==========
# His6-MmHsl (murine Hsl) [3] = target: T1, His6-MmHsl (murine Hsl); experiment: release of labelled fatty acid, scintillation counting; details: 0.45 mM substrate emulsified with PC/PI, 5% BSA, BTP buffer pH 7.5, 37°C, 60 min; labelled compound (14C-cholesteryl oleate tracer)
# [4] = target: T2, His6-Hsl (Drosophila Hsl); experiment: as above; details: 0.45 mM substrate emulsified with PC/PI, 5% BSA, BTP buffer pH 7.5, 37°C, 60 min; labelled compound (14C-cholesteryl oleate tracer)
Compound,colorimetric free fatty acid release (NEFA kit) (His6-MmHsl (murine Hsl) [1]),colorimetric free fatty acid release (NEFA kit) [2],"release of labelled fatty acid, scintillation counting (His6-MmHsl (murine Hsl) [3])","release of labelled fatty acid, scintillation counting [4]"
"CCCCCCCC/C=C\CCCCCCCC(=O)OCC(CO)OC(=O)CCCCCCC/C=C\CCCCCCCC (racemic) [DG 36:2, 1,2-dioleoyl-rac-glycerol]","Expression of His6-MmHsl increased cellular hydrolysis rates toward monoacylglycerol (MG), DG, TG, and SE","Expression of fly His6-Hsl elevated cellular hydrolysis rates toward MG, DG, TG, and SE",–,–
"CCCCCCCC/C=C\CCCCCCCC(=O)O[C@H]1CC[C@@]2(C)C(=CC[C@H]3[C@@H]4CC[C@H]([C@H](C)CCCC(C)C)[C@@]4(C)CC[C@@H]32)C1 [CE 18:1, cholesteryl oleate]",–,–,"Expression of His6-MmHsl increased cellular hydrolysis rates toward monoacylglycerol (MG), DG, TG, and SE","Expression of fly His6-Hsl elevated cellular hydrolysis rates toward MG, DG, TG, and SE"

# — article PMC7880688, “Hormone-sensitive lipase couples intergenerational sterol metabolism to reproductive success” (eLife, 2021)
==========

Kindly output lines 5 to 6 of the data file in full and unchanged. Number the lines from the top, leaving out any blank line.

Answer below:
"CCCCCCCC/C=C\CCCCCCCC(=O)O[C@H]1CC[C@@]2(C)C(=CC[C@H]3[C@@H]4CC[C@H]([C@H](C)CCCC(C)C)[C@@]4(C)CC[C@@H]32)C1 [CE 18:1, cholesteryl oleate]",–,–,"Expression of His6-MmHsl increased cellular hydrolysis rates toward monoacylglycerol (MG), DG, TG, and SE","Expression of fly His6-Hsl elevated cellular hydrolysis rates toward MG, DG, TG, and SE"

# — article PMC7880688, “Hormone-sensitive lipase couples intergenerational sterol metabolism to reproductive success” (eLife, 2021)